In a similar highly stylized fashion, Moore animates the story of a “selkie”, a Celtic mythological character who is a human sometimes and a seal sometimes, shedding their coat to walk the land and donning it to re-enter the water. In this case, the selkie is the daughter of a selkie and a lighthouse keeper who also have a human child son as well. It’s a mystical adventure tied to traditional Irish folklore and is filled with magic of many kinds.
My kids both really liked The Secret of Kells, which we saw over five years ago, and they both really enjoyed Song of the Sea as well. I actually liked it a lot better than the earlier film, for whatever reason. Both films feature magical soundtracks composed by French musician Bruno Calais.
The connection to traditional native mythologies reminded me spiritually perhaps of Hayao Miyazaki’s works, the way he employs the natural and pagan spirituality, a return to the soil and the soul of a people and their land. Moore’s style isn’t as lush, which could be my only complaint here. The stylized characters are tied to a more limited style of animation that isn’t as impressive in its own inherent beauty, though it is pleasing in its own way, too.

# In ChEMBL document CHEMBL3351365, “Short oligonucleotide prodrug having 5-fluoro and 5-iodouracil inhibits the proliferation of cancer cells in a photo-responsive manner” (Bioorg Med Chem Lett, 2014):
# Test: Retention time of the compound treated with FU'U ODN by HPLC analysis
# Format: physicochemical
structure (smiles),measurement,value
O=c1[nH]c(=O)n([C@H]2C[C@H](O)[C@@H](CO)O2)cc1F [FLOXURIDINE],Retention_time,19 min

Frankly, I was surprised how much I liked Song of the Sea. I really did like it. Quite well.
director Tim Johnson
viewed: 04/12/2015 at AMC Metreon 16, SF, CA
Dreamworks’ Home is a slick and good-looking animation, but it wasn’t one that enticed me at all. It did entice my 11 year old daughter Clara whom I was willing to indulge in the viewing of the movie. There are movies that I would and have balked at.